Thanks to Greg Kandra over at The Deacon’s Bench (Greg is a deacon, as well as a husband and ardent mediaphile) who pointed out an profile in The Cleveland Plain Dealer of Sister Catherine Pinkerton of the Congregation of St. Joseph.  The 86-year-old sister has been chosen to pray the closing prayer on night at the Democratic convention in Denver.  It’s wonderful to have a woman religious address such an important assembly, presumably on nationwide television.  (I’d say the same no matter what party she was helping to pray: everyone could use some prayer these days.)  But you wouldn’t know it from some of the comments on the blog.  Read the article on Deacon’s Bench here, but read the often snotty comments (E.g.: Is she a sister if she doesn’t wear a habit?, I’ll bet her order doesn’t get many vocations, etc.) at your own peril. 

Deacon Kandra’s blog is always topnotch.  This comments, however, show that even the very best Catholic blogs are not immune from the kind of uncharitable comments from readers that make you wonder why so many Catholics often forget that they’re supposed to be Christian, too.

James Martin, SJ

Comments

Anonymous | 9/1/2008 - 2:24pm
Dear Editors of America, I am so happy to read your article about Sister Catherine Pinkerton. I worked with Catherine for seven years at NETWORK and am so proud to see her offfer the prayer at the Convention. Her passionate work for those who are poor and disenfranchised all over the world has been stellar. No better choice! Sister Mary Elizabeth Clark, SSJ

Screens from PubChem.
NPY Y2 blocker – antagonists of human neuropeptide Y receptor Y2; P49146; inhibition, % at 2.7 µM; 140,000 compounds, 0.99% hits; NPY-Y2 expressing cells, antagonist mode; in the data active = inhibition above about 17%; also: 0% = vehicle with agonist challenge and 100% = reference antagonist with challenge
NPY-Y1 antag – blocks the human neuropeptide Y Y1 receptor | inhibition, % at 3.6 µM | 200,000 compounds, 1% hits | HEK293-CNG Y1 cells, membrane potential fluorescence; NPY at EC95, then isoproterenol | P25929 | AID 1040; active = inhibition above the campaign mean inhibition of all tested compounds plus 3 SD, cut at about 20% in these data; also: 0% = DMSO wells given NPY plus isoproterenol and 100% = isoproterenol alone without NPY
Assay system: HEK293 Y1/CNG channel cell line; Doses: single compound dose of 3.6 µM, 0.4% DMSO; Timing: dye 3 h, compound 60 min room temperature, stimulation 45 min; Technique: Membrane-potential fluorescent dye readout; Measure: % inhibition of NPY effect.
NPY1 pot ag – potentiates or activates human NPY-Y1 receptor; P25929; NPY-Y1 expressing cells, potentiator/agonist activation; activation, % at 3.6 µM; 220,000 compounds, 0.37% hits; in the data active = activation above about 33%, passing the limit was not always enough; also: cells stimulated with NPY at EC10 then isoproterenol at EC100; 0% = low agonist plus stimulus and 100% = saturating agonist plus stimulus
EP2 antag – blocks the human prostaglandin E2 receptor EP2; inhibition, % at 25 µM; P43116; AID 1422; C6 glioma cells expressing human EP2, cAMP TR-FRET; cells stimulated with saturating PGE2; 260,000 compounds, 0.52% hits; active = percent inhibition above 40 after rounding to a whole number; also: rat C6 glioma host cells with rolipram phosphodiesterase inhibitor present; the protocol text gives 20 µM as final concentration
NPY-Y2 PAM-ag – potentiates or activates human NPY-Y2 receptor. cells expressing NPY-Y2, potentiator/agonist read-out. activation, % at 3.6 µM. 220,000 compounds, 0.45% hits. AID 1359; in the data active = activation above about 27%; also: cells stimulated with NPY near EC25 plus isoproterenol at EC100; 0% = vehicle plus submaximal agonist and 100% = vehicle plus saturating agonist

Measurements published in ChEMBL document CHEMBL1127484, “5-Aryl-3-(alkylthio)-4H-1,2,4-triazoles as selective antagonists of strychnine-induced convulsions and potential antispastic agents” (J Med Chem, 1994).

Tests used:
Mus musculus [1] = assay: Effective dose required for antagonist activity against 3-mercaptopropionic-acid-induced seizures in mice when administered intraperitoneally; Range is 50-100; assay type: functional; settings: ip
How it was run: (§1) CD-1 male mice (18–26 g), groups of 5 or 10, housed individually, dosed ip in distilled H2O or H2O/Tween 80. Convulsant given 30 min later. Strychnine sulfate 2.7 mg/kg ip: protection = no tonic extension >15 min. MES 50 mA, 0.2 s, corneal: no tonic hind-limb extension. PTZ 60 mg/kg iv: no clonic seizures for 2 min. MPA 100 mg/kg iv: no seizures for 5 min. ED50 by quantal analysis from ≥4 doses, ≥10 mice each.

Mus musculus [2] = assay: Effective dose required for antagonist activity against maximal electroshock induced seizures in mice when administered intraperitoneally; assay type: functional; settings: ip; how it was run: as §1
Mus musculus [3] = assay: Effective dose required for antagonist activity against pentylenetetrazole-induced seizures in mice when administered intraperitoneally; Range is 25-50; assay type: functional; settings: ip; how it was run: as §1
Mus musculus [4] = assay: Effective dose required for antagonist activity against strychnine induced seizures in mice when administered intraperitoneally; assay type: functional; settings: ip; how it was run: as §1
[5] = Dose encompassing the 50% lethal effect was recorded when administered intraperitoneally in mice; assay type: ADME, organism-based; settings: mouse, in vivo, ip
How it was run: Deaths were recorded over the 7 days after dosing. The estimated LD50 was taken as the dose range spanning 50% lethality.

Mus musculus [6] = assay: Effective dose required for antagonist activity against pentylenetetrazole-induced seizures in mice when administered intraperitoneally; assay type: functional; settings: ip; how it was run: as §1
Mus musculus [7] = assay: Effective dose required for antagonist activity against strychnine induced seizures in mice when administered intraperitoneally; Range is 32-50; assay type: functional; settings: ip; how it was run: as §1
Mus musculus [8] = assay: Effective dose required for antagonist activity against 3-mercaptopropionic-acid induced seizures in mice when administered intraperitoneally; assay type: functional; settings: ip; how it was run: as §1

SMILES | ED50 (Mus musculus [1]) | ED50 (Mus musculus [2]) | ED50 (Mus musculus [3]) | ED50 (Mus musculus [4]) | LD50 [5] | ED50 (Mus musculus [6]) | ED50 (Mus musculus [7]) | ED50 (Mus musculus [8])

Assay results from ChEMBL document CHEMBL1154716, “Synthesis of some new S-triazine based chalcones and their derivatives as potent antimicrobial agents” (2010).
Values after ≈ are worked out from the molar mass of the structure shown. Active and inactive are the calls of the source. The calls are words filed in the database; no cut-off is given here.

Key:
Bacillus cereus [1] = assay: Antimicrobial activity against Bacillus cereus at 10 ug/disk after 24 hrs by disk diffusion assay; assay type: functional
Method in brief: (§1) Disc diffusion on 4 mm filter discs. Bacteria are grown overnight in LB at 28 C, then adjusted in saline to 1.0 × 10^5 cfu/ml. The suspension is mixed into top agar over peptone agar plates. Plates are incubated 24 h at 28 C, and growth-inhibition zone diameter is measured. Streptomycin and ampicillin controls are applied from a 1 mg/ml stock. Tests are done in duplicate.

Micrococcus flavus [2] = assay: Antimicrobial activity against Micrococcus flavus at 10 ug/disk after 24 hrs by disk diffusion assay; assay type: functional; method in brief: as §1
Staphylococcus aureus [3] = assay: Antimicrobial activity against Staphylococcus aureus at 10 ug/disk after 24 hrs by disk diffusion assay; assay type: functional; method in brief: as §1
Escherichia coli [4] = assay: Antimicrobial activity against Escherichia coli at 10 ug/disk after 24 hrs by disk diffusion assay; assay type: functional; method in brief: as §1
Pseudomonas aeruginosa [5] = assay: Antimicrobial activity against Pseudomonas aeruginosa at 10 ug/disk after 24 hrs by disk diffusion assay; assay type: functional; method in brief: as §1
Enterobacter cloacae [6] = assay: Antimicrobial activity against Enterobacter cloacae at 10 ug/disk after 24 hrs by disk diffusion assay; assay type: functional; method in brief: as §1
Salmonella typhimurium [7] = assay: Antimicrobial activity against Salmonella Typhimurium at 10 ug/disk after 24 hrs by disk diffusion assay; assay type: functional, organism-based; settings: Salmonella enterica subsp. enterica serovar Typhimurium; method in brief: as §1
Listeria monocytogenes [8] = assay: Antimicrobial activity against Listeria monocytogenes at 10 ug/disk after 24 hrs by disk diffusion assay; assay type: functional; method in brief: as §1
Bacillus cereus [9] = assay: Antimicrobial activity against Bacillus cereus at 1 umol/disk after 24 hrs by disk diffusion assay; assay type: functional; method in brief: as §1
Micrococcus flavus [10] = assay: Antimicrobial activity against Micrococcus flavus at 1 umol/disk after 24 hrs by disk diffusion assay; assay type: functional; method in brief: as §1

Anonymous | 8/26/2008 - 12:22pm
Geraldine Ferraro had her constantly grinning nun on the platform with her as a perceived aid to her running for the office of vice-president. It's simmply sad to now hear of another nun being used for political purposes. Makes you understand why Denver's Archbishop Chaput is not lending himself as a "Catholic" stamp of approval to the "Abortion Party's" Denver convention.
Anonymous | 8/25/2008 - 4:02pm
I haven't read the blog but I can imagine the comments--Internet discussions seem to polarize more than enlighten. But Sr. Pinkerton is throwing away her ability to do non-partisan work on issues, which is what she became well-known for. Does she really want to go out on such an unambiguously partisan note? The situation also calls us to reflect on the fact that women religious are perceived as clergy by most people, though they are considered laypeople under Canon Law. So the rules about absolute non-partisanship for clergy do not apply in this case. Forming Consciences for Faithful Citizenship encourages laypeople to become involved with political parties. So what is expected of religious--the detachment of clergy or the engagement of laypeople in partisan activity?
Anonymous | 9/9/2008 - 1:08am